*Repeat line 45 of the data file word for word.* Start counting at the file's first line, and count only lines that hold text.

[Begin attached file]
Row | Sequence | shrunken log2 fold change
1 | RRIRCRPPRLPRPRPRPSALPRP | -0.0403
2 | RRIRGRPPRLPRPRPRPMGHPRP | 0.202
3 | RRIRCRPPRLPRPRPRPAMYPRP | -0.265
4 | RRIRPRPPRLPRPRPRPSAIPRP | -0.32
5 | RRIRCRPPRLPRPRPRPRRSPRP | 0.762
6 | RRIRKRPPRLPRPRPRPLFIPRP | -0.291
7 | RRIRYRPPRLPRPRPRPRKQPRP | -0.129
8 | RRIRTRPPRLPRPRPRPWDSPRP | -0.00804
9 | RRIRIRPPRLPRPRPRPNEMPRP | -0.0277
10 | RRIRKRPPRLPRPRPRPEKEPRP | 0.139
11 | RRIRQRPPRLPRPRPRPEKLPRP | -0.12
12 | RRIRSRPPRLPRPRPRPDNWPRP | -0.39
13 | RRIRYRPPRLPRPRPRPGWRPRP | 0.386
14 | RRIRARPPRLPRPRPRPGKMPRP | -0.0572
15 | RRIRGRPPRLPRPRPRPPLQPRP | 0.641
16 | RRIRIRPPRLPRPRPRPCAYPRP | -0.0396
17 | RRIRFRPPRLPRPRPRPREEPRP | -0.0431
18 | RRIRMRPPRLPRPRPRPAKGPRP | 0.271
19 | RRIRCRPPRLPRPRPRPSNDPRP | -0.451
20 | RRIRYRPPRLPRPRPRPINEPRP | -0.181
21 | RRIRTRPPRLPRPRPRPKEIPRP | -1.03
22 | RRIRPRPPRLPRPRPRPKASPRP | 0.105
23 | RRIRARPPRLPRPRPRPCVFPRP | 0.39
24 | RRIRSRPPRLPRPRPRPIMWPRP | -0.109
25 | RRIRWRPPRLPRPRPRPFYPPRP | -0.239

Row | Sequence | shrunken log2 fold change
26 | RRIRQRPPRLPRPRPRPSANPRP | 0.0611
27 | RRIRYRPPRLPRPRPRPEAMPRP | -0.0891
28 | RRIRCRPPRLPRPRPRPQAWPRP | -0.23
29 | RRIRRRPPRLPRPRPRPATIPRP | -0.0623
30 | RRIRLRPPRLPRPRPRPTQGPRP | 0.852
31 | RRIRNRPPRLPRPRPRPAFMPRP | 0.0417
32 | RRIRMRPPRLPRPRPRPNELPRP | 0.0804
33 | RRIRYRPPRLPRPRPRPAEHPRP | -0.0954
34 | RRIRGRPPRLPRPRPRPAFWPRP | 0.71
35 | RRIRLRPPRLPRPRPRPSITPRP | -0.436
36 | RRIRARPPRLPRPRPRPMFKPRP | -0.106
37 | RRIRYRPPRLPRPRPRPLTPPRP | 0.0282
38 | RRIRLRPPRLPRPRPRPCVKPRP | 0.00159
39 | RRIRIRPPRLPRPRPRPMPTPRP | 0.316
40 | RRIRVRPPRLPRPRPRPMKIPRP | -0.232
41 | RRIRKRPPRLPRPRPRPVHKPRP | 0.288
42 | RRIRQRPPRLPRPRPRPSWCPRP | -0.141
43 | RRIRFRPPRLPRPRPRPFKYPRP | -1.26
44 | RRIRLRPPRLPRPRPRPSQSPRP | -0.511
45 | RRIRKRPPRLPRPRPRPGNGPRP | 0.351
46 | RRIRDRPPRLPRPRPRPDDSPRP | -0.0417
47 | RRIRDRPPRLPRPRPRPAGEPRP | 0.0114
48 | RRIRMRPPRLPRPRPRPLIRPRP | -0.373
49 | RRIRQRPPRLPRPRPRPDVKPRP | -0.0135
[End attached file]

43 | RRIRFRPPRLPRPRPRPFKYPRP | -1.26